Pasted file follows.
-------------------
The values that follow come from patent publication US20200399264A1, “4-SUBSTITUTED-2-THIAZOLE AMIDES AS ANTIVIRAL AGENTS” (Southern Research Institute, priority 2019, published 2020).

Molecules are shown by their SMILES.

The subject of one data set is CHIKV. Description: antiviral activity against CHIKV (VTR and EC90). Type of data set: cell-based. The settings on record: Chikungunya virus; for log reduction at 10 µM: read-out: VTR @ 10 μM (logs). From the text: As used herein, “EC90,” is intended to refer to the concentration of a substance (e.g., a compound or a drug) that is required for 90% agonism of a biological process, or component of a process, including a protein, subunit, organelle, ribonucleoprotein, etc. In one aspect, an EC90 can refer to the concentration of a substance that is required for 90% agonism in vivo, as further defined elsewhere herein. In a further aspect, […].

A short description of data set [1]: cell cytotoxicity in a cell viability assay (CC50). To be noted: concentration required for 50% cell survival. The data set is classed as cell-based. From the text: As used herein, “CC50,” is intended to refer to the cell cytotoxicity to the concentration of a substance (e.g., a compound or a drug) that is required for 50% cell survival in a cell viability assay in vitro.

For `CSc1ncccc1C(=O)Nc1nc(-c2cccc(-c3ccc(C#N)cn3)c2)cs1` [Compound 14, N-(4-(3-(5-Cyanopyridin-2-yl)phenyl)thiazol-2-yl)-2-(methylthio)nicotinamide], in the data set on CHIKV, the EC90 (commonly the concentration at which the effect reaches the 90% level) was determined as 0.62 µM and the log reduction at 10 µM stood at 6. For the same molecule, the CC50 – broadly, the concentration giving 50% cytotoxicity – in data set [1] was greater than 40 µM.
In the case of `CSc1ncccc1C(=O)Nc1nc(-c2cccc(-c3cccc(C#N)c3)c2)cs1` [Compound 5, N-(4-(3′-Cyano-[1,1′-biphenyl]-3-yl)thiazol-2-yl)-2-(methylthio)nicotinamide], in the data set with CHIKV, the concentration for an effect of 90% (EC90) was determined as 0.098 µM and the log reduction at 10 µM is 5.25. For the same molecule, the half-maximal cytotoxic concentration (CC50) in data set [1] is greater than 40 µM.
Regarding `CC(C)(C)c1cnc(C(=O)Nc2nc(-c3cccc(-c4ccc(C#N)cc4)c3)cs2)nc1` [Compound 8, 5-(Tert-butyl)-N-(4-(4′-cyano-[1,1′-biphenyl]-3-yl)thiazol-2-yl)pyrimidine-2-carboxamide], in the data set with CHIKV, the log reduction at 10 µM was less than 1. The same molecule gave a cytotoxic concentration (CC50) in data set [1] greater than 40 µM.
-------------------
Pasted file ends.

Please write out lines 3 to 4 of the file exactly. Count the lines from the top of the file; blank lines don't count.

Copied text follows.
The subject of one data set is CHIKV. Description: antiviral activity against CHIKV (VTR and EC90). Type of data set: cell-based. The settings on record: Chikungunya virus; for log reduction at 10 µM: read-out: VTR @ 10 μM (logs). From the text: As used herein, “EC90,” is intended to refer to the concentration of a substance (e.g., a compound or a drug) that is required for 90% agonism of a biological process, or component of a process, including a protein, subunit, organelle, ribonucleoprotein, etc. In one aspect, an EC90 can refer to the concentration of a substance that is required for 90% agonism in vivo, as further defined elsewhere herein. In a further aspect, […].

A short description of data set [1]: cell cytotoxicity in a cell viability assay (CC50). To be noted: concentration required for 50% cell survival. The data set is classed as cell-based. From the text: As used herein, “CC50,” is intended to refer to the cell cytotoxicity to the concentration of a substance (e.g., a compound or a drug) that is required for 50% cell survival in a cell viability assay in vitro.